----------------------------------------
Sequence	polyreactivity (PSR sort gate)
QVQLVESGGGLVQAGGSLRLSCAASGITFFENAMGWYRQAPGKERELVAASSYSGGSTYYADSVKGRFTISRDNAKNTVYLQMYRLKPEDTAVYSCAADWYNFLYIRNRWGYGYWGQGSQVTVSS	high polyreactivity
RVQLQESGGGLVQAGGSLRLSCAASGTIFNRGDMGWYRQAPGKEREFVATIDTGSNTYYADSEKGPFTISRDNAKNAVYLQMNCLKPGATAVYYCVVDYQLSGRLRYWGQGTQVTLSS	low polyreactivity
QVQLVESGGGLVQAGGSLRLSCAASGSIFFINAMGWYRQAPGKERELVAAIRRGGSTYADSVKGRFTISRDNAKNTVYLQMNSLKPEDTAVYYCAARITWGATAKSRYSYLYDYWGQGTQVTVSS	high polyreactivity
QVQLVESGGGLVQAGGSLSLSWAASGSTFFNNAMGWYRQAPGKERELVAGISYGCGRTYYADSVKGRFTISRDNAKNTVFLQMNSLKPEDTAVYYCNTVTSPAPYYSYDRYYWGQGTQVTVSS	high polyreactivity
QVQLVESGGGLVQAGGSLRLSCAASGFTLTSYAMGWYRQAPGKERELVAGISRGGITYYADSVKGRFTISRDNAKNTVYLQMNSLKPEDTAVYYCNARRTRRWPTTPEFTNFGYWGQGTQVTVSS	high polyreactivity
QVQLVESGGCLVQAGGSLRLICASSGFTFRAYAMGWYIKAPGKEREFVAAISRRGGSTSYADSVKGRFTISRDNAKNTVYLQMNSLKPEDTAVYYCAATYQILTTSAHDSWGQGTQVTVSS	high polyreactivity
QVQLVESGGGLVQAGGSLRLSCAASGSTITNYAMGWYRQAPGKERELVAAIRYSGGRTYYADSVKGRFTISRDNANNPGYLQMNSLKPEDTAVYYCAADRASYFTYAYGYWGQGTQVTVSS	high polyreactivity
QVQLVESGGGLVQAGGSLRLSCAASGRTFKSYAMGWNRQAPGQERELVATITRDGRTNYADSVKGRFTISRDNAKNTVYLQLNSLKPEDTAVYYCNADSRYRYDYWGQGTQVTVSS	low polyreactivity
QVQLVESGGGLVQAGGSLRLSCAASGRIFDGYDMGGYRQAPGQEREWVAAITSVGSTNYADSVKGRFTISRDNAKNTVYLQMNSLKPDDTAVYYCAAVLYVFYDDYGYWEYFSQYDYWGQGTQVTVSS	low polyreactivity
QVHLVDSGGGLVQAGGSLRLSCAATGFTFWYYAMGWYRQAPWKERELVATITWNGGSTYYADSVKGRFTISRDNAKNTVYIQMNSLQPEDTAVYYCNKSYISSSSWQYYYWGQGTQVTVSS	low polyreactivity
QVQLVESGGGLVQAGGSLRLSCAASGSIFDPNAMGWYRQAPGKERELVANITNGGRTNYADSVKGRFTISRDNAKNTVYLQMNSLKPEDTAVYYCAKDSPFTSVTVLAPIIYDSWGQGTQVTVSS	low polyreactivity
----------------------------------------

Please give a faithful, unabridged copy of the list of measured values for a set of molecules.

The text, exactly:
Sequence	polyreactivity (PSR sort gate)
QVQLVESGGGLVQAGGSLRLSCAASGITFFENAMGWYRQAPGKERELVAASSYSGGSTYYADSVKGRFTISRDNAKNTVYLQMYRLKPEDTAVYSCAADWYNFLYIRNRWGYGYWGQGSQVTVSS	high polyreactivity
RVQLQESGGGLVQAGGSLRLSCAASGTIFNRGDMGWYRQAPGKEREFVATIDTGSNTYYADSEKGPFTISRDNAKNAVYLQMNCLKPGATAVYYCVVDYQLSGRLRYWGQGTQVTLSS	low polyreactivity
QVQLVESGGGLVQAGGSLRLSCAASGSIFFINAMGWYRQAPGKERELVAAIRRGGSTYADSVKGRFTISRDNAKNTVYLQMNSLKPEDTAVYYCAARITWGATAKSRYSYLYDYWGQGTQVTVSS	high polyreactivity
QVQLVESGGGLVQAGGSLSLSWAASGSTFFNNAMGWYRQAPGKERELVAGISYGCGRTYYADSVKGRFTISRDNAKNTVFLQMNSLKPEDTAVYYCNTVTSPAPYYSYDRYYWGQGTQVTVSS	high polyreactivity
QVQLVESGGGLVQAGGSLRLSCAASGFTLTSYAMGWYRQAPGKERELVAGISRGGITYYADSVKGRFTISRDNAKNTVYLQMNSLKPEDTAVYYCNARRTRRWPTTPEFTNFGYWGQGTQVTVSS	high polyreactivity
QVQLVESGGCLVQAGGSLRLICASSGFTFRAYAMGWYIKAPGKEREFVAAISRRGGSTSYADSVKGRFTISRDNAKNTVYLQMNSLKPEDTAVYYCAATYQILTTSAHDSWGQGTQVTVSS	high polyreactivity
QVQLVESGGGLVQAGGSLRLSCAASGSTITNYAMGWYRQAPGKERELVAAIRYSGGRTYYADSVKGRFTISRDNANNPGYLQMNSLKPEDTAVYYCAADRASYFTYAYGYWGQGTQVTVSS	high polyreactivity
QVQLVESGGGLVQAGGSLRLSCAASGRTFKSYAMGWNRQAPGQERELVATITRDGRTNYADSVKGRFTISRDNAKNTVYLQLNSLKPEDTAVYYCNADSRYRYDYWGQGTQVTVSS	low polyreactivity
QVQLVESGGGLVQAGGSLRLSCAASGRIFDGYDMGGYRQAPGQEREWVAAITSVGSTNYADSVKGRFTISRDNAKNTVYLQMNSLKPDDTAVYYCAAVLYVFYDDYGYWEYFSQYDYWGQGTQVTVSS	low polyreactivity
QVHLVDSGGGLVQAGGSLRLSCAATGFTFWYYAMGWYRQAPWKERELVATITWNGGSTYYADSVKGRFTISRDNAKNTVYIQMNSLQPEDTAVYYCNKSYISSSSWQYYYWGQGTQVTVSS	low polyreactivity
QVQLVESGGGLVQAGGSLRLSCAASGSIFDPNAMGWYRQAPGKERELVANITNGGRTNYADSVKGRFTISRDNAKNTVYLQMNSLKPEDTAVYYCAKDSPFTSVTVLAPIIYDSWGQGTQVTVSS	low polyreactivity